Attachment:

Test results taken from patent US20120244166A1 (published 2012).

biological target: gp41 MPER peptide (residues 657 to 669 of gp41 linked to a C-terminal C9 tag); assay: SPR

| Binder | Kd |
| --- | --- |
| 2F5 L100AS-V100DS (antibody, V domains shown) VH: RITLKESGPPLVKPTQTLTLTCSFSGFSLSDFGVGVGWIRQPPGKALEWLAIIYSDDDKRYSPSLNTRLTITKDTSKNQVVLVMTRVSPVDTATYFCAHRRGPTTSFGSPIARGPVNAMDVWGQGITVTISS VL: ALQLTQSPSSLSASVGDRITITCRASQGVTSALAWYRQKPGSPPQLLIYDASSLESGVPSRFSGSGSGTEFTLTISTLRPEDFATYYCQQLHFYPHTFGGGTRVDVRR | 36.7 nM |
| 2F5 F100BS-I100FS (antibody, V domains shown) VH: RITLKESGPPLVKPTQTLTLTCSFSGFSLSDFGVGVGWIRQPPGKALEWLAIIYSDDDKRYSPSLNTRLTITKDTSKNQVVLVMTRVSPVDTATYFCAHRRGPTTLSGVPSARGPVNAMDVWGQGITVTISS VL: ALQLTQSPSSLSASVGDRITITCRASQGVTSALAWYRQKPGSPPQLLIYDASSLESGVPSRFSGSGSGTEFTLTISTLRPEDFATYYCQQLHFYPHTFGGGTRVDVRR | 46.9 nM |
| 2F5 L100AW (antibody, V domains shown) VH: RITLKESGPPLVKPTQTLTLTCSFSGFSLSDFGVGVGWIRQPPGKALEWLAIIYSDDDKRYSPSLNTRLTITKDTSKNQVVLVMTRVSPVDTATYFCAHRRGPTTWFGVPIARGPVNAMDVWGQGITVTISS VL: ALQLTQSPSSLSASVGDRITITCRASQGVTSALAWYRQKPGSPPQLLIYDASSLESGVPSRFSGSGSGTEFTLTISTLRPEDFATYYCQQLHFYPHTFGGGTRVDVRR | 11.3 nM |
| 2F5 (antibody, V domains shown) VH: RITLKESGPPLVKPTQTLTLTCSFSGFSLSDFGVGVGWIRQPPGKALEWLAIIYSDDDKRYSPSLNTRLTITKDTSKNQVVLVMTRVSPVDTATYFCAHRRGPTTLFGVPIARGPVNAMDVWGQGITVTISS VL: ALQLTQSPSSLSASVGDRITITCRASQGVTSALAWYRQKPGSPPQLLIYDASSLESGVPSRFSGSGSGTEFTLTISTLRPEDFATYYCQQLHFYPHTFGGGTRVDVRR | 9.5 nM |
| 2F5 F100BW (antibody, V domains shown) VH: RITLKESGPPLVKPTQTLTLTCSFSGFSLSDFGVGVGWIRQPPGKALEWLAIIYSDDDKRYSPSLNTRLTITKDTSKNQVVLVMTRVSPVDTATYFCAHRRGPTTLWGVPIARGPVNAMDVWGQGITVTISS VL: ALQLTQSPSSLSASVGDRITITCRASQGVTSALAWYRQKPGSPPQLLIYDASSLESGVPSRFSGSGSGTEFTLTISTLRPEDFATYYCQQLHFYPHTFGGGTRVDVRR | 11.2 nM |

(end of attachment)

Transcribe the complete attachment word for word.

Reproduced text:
Test results taken from patent US20120244166A1 (published 2012).

biological target: gp41 MPER peptide (residues 657 to 669 of gp41 linked to a C-terminal C9 tag); assay: SPR

| Binder | Kd |
| --- | --- |
| 2F5 L100AS-V100DS (antibody, V domains shown) VH: RITLKESGPPLVKPTQTLTLTCSFSGFSLSDFGVGVGWIRQPPGKALEWLAIIYSDDDKRYSPSLNTRLTITKDTSKNQVVLVMTRVSPVDTATYFCAHRRGPTTSFGSPIARGPVNAMDVWGQGITVTISS VL: ALQLTQSPSSLSASVGDRITITCRASQGVTSALAWYRQKPGSPPQLLIYDASSLESGVPSRFSGSGSGTEFTLTISTLRPEDFATYYCQQLHFYPHTFGGGTRVDVRR | 36.7 nM |
| 2F5 F100BS-I100FS (antibody, V domains shown) VH: RITLKESGPPLVKPTQTLTLTCSFSGFSLSDFGVGVGWIRQPPGKALEWLAIIYSDDDKRYSPSLNTRLTITKDTSKNQVVLVMTRVSPVDTATYFCAHRRGPTTLSGVPSARGPVNAMDVWGQGITVTISS VL: ALQLTQSPSSLSASVGDRITITCRASQGVTSALAWYRQKPGSPPQLLIYDASSLESGVPSRFSGSGSGTEFTLTISTLRPEDFATYYCQQLHFYPHTFGGGTRVDVRR | 46.9 nM |
| 2F5 L100AW (antibody, V domains shown) VH: RITLKESGPPLVKPTQTLTLTCSFSGFSLSDFGVGVGWIRQPPGKALEWLAIIYSDDDKRYSPSLNTRLTITKDTSKNQVVLVMTRVSPVDTATYFCAHRRGPTTWFGVPIARGPVNAMDVWGQGITVTISS VL: ALQLTQSPSSLSASVGDRITITCRASQGVTSALAWYRQKPGSPPQLLIYDASSLESGVPSRFSGSGSGTEFTLTISTLRPEDFATYYCQQLHFYPHTFGGGTRVDVRR | 11.3 nM |
| 2F5 (antibody, V domains shown) VH: RITLKESGPPLVKPTQTLTLTCSFSGFSLSDFGVGVGWIRQPPGKALEWLAIIYSDDDKRYSPSLNTRLTITKDTSKNQVVLVMTRVSPVDTATYFCAHRRGPTTLFGVPIARGPVNAMDVWGQGITVTISS VL: ALQLTQSPSSLSASVGDRITITCRASQGVTSALAWYRQKPGSPPQLLIYDASSLESGVPSRFSGSGSGTEFTLTISTLRPEDFATYYCQQLHFYPHTFGGGTRVDVRR | 9.5 nM |
| 2F5 F100BW (antibody, V domains shown) VH: RITLKESGPPLVKPTQTLTLTCSFSGFSLSDFGVGVGWIRQPPGKALEWLAIIYSDDDKRYSPSLNTRLTITKDTSKNQVVLVMTRVSPVDTATYFCAHRRGPTTLWGVPIARGPVNAMDVWGQGITVTISS VL: ALQLTQSPSSLSASVGDRITITCRASQGVTSALAWYRQKPGSPPQLLIYDASSLESGVPSRFSGSGSGTEFTLTISTLRPEDFATYYCQQLHFYPHTFGGGTRVDVRR | 11.2 nM |